As we get older, pain and discomfort can slow us down and keep us from doing the things we want to do. But now there is hope for those who chose to do something abou that pain. Orthopedic surgery patients like Mary Skrocki and Chuck Bott are great examples of how a replacement procedure can get you back to where you want to be pain-free.
Mary Skrocki is a senior olympic athlete and constantly on the go. With several triathalons under her belt, she decided to have hip replacement surgery at Munson Medical Center in Traverse City so she could keep on going after pain in her hips was slowing her down.
"I was lunging when I walked, I was uncomfortable all the time and I just kept putting it off until finally I said 'OK you have to do this'...otherwise I knew I'd continue to be chronically disabled," Skrocki said.
Chuck Bott is another orthopedic surgery patient, as well as an official for student athletic games. A degenerative joint disease was causing the pain and it turned out Chuck needed a knee replacement, and says the way he feels after surgery is a night and day difference from the pain he felt before.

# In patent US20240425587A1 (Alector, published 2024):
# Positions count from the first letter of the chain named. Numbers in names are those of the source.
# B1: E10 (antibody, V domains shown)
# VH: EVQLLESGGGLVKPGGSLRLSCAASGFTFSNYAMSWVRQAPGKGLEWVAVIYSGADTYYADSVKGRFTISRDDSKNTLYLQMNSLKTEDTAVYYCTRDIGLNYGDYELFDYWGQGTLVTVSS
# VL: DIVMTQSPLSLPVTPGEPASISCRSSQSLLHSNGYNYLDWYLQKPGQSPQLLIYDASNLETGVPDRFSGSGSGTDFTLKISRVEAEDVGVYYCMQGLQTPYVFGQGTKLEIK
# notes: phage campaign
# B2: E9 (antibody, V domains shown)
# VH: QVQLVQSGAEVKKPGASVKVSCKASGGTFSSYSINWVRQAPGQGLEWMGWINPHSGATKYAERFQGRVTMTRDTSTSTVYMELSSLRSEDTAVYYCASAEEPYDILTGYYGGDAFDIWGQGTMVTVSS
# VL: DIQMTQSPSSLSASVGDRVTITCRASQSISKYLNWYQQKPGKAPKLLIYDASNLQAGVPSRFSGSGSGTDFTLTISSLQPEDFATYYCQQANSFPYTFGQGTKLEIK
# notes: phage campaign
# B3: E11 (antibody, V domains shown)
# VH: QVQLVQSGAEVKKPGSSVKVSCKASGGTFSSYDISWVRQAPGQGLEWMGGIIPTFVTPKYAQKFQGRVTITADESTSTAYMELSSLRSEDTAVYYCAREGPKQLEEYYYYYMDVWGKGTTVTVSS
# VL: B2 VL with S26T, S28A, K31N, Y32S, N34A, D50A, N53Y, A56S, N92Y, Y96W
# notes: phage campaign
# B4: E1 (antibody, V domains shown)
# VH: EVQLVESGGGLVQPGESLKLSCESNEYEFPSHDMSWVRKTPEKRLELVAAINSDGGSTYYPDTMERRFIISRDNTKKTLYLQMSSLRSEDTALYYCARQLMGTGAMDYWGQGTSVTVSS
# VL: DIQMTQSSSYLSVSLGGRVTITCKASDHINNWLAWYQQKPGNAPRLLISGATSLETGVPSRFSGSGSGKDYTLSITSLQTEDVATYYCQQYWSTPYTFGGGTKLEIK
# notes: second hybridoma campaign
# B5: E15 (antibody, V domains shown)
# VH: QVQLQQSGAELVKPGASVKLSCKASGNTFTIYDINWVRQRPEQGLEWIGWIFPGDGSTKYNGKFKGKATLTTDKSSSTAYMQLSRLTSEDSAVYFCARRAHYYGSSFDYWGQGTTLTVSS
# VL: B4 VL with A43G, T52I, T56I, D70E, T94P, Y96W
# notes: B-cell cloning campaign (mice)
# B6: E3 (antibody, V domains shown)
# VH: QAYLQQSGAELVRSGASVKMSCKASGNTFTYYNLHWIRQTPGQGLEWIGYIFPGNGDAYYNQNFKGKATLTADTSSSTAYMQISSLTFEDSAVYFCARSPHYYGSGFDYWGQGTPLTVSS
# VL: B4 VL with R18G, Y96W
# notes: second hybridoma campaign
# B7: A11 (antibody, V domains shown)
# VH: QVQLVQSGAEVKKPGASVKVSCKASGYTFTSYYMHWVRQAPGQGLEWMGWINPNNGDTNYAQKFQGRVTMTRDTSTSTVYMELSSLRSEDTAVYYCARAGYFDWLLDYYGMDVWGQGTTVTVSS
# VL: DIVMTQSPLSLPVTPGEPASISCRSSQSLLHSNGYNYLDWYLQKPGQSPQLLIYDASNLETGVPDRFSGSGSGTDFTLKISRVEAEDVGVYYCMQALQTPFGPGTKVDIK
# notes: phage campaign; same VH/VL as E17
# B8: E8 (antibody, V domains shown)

"I couldn't be out there 100% and so it wasn't fair to the kids who work hard to play the game if I wasn't able to officiate it at their level," Bott said.
A few months after surgery, Chuck is out running and biking and counting down the days until he can be back at the games.
"If there's any doubt don't hesitate. I'm a lot happier today than I was 8 weeks ago," Bott said.
Doctor Nathan March has seen lots of patients like Chuck and Mary and says most people don't go see their doctor soon enough, and end up being in pain for far too long.
"Typically people are always waiting until the last minute to get their hip replaced...almost every patient afterwards says 'geez why did I wait so long?',"
Mary is currently training for the Senior Olympics and Chuck is on track to be back officiating athletic events this Fall. If you are ready to explore orthopedic surgery as a way to get back to activity in your life, you should talk with your primary care physician.